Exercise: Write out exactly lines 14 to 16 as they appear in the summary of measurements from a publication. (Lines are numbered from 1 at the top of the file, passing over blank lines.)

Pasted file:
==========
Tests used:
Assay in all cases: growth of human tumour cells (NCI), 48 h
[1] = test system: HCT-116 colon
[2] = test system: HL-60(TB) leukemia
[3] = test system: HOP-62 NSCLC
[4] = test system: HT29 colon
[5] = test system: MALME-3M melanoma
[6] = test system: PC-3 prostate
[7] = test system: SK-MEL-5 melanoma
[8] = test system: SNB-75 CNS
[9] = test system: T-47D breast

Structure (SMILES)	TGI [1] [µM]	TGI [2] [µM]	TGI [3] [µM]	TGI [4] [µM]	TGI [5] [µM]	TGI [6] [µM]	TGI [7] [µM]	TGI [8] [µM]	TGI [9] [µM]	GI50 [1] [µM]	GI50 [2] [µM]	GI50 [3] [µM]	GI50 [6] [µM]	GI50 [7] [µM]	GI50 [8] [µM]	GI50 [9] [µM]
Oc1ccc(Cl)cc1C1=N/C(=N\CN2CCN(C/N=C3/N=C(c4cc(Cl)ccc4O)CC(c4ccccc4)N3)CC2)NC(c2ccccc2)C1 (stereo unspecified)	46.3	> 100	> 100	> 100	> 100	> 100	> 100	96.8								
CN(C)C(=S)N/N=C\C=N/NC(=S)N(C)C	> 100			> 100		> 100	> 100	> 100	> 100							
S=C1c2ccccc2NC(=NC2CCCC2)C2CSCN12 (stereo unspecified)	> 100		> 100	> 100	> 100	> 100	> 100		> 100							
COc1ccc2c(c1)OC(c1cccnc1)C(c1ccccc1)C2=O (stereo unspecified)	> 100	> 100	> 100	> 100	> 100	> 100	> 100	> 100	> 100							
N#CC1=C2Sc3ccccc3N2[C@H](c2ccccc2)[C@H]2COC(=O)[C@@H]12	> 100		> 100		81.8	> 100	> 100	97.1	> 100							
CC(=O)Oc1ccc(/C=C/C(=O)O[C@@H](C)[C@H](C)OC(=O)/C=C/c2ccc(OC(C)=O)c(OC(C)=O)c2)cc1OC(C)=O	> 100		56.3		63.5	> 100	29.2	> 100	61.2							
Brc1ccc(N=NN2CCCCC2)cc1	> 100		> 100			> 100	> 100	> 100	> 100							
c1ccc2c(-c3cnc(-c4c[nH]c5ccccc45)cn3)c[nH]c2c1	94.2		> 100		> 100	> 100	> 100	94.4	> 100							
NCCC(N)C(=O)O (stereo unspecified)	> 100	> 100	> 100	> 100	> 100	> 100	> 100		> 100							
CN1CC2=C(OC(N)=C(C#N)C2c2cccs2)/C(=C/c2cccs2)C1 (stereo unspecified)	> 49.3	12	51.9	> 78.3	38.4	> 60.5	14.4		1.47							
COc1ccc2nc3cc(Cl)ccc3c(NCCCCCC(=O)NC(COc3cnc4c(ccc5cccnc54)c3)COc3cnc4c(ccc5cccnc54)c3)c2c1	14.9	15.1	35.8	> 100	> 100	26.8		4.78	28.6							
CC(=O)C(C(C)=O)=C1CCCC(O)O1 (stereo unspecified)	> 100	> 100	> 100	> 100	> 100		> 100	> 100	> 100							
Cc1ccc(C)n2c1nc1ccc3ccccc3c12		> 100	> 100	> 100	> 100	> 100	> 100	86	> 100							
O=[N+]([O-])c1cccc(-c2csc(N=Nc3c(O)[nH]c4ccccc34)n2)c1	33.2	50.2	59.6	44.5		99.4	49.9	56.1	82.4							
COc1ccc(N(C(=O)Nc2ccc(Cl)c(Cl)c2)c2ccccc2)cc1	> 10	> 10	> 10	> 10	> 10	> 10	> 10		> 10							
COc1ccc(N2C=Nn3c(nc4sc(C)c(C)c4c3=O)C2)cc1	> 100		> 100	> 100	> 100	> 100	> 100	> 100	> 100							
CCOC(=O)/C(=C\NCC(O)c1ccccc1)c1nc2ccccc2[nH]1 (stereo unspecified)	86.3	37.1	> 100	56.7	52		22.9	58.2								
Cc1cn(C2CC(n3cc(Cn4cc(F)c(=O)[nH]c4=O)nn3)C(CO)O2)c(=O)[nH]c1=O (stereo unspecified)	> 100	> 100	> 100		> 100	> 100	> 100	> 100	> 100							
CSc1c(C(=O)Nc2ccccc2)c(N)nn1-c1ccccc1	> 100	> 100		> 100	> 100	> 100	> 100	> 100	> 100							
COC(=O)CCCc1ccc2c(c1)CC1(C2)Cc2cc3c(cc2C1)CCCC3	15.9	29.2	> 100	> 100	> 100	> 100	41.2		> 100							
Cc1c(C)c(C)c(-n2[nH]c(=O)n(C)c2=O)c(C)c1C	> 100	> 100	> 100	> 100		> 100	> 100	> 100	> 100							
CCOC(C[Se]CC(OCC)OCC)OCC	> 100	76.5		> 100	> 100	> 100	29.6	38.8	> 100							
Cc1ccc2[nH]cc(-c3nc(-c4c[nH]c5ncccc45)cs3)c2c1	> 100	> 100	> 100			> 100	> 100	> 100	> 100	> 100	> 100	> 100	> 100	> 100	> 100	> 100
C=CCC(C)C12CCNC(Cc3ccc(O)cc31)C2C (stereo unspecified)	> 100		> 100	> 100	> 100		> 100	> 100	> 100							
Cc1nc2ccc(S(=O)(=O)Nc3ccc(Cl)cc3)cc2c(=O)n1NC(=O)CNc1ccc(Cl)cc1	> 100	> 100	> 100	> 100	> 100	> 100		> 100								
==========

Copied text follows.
CN(C)C(=S)N/N=C\C=N/NC(=S)N(C)C	> 100			> 100		> 100	> 100	> 100	> 100							
S=C1c2ccccc2NC(=NC2CCCC2)C2CSCN12 (stereo unspecified)	> 100		> 100	> 100	> 100	> 100	> 100		> 100							
COc1ccc2c(c1)OC(c1cccnc1)C(c1ccccc1)C2=O (stereo unspecified)	> 100	> 100	> 100	> 100	> 100	> 100	> 100	> 100	> 100							